Casement Windows has long been an option for those wanting to upgrade their home or office space. A casement is essentially a window which is connected to its supporting frame by one or both hinges on either side. They are commonly used in pairs or singly, where they are then hinged upon the outside of the frame. Casement windows often are held open with a removable casement hold up. This is an important feature to consider when choosing new casements as they can be difficult to remove should the need arise.

Casement windows can also be manual, meaning that they do not incorporate a crank mechanism but rather rely on manual movement to open and close. Casement windows which use a crank mechanism are typically very cheap and are not suitable for use in high traffic areas, as the crank may become damaged due to wind or rain. A manual Casement Window can be very stylish, and well crafted, however, if you do not want to worry about it getting broken as often, it can be an okay choice for a few openings.

Casement windows which are considered best suited for high traffic areas tend to be sliders, meaning that they slide open on hinges, allowing the user to gain access to the entire window without needing to turn or pull. Sliders are available in many styles and sizes to accommodate any opening you may need. In many cases, sliding casement windows require that the window’s locking mechanism is kept in a state of good repair, due to the mechanism being vulnerable to damage when the shutter is closed. For this reason, a quality sliding replacement window is highly recommended. An easy way of checking if the lock has sufficient wear is to pull it out, and look for any signs of wear and tear. Should the lock still appear to be in great condition, it is likely that the replacement window will also be very durable.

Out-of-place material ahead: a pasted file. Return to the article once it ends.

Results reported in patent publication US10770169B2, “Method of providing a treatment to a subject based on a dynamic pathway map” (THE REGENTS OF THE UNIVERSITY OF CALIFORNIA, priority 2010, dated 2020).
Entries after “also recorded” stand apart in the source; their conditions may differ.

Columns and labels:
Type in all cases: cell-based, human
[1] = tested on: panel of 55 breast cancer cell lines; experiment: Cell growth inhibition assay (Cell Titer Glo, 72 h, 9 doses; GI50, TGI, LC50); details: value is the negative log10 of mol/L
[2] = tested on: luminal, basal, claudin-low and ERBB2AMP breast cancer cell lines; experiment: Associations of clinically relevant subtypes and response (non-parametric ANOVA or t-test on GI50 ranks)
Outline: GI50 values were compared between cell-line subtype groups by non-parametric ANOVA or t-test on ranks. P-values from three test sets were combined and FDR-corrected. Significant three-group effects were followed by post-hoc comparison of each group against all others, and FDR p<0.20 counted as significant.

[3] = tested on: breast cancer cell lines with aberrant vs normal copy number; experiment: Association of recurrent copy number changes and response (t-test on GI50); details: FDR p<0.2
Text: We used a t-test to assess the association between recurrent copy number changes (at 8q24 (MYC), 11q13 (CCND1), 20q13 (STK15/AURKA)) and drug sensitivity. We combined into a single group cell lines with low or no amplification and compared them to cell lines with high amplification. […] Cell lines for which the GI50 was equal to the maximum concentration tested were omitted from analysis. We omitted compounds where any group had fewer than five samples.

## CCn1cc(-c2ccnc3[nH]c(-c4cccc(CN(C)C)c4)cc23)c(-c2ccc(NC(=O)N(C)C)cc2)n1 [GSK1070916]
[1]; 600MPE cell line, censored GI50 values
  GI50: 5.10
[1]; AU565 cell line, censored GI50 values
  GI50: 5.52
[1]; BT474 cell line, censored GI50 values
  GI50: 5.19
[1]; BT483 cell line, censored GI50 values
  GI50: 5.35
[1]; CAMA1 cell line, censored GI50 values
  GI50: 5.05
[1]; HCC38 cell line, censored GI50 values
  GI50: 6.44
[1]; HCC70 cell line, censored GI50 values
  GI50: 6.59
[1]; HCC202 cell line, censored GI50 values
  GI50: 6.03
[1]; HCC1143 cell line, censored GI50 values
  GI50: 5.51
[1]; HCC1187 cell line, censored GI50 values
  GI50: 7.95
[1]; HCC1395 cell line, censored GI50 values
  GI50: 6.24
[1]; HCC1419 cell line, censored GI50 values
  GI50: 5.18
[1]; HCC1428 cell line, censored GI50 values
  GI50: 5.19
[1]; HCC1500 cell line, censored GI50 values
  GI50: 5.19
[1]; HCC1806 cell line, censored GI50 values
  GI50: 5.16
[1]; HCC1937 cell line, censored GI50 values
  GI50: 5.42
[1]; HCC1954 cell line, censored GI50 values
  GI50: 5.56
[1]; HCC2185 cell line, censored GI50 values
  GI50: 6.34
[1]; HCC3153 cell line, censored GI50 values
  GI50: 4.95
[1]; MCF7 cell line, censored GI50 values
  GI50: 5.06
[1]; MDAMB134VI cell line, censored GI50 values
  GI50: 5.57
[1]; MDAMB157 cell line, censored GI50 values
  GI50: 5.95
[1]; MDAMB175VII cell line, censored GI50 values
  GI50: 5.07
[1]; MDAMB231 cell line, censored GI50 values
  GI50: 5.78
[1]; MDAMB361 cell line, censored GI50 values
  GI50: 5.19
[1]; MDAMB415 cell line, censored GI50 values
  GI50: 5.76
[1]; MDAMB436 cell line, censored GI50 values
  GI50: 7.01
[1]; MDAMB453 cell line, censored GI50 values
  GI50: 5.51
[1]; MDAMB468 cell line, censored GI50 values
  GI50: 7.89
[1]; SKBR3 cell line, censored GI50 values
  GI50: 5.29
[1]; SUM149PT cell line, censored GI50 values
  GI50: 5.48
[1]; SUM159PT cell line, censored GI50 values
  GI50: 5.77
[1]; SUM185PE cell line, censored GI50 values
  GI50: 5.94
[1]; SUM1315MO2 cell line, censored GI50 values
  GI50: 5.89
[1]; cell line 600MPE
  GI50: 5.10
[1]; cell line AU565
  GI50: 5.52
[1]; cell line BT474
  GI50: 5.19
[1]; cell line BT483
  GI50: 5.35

Casement Windows which is considering low maintenance is inward casements, which are installed in pairs – in other words, they open inward. These types of windows do not need a mechanism which allows them to operate smoothly in high wind, as they naturally tend to move out of position if strong winds are present. Although this type of replacement windows are generally not advisable for areas prone to extreme weather conditions, like coastal areas, they can still be a great choice for some areas. If you do not require a smooth operation, but rather one with a little more character, inward casement windows offer you an alternative.

Casement Windows which is hinging inward can either be ‘hard-sided’ or soft-sided – the former type having a swing hinge while the latter are normally fitted with a sash. The sash hinges allow for a smoother opening, as they stop the sash becoming blocked at hinges once the window has been opened. In addition to being able to swing outward, the sash of hard-sided casement windows can also be hinged inwards to prevent the window from swinging out of place when there is considerable cross wind. This works particularly well if you are going to install the casement window on a second story. However, due to the design of the hinge – with hinges located on the inside of the sash – this can limit the amount of space available to install the window.

Casement Windows is an excellent choice for many homes, especially since they work very well both as single and double-glazing options. As their name suggests, a picture window is the most popular variety of Casement Window, being able to open both inward and out with ease. A great feature to many Casement Windows is that they look very similar to a picture window and can often be opened just like it. The picture window tends to work best for smaller spaces, such as below stairs.